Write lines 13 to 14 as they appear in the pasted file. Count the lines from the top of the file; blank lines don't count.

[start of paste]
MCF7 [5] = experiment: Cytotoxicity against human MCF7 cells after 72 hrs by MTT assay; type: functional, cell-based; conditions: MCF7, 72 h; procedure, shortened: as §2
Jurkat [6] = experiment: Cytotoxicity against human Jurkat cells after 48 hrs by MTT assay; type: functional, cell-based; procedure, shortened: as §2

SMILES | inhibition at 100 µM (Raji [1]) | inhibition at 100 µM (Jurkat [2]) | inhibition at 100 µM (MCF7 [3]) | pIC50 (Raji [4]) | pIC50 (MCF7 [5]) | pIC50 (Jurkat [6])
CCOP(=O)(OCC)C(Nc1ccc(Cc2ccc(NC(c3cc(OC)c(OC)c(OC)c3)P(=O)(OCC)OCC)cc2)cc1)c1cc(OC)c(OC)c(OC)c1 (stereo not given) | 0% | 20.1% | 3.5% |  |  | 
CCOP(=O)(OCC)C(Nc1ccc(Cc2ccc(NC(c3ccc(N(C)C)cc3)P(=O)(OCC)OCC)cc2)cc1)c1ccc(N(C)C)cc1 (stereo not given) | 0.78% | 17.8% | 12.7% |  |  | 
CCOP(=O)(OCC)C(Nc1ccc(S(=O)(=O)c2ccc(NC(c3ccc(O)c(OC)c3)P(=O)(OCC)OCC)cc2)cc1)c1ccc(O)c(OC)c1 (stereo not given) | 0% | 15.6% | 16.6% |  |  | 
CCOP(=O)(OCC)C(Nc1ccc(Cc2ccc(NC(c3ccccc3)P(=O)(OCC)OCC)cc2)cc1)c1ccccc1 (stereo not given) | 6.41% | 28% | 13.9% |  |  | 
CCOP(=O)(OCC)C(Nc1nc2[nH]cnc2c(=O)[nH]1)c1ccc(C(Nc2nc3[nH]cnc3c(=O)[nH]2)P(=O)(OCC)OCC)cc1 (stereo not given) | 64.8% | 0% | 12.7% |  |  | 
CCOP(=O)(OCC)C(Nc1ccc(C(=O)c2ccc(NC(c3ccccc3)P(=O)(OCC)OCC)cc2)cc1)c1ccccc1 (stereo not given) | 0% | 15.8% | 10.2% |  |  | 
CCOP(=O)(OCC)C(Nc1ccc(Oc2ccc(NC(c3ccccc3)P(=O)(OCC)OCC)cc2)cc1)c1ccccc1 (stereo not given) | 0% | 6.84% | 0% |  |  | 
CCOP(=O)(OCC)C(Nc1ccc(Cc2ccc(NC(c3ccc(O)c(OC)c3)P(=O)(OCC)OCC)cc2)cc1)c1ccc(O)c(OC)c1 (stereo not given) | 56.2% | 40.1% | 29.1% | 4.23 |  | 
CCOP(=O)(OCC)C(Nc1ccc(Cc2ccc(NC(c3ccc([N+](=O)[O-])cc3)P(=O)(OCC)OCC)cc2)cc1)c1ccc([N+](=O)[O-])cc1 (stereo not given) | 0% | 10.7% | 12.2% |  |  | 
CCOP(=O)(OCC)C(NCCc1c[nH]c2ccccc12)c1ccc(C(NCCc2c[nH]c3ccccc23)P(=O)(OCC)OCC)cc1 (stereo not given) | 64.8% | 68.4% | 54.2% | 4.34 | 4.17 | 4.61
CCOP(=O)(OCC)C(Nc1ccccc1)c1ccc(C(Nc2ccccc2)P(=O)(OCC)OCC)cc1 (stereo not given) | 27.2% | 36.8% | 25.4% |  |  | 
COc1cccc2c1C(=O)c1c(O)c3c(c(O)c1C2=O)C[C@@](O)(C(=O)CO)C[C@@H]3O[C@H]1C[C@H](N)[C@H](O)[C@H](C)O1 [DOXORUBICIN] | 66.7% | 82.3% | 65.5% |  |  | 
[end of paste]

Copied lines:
CCOP(=O)(OCC)C(NCCc1c[nH]c2ccccc12)c1ccc(C(NCCc2c[nH]c3ccccc23)P(=O)(OCC)OCC)cc1 (stereo not given) | 64.8% | 68.4% | 54.2% | 4.34 | 4.17 | 4.61
CCOP(=O)(OCC)C(Nc1ccccc1)c1ccc(C(Nc2ccccc2)P(=O)(OCC)OCC)cc1 (stereo not given) | 27.2% | 36.8% | 25.4% |  |  | 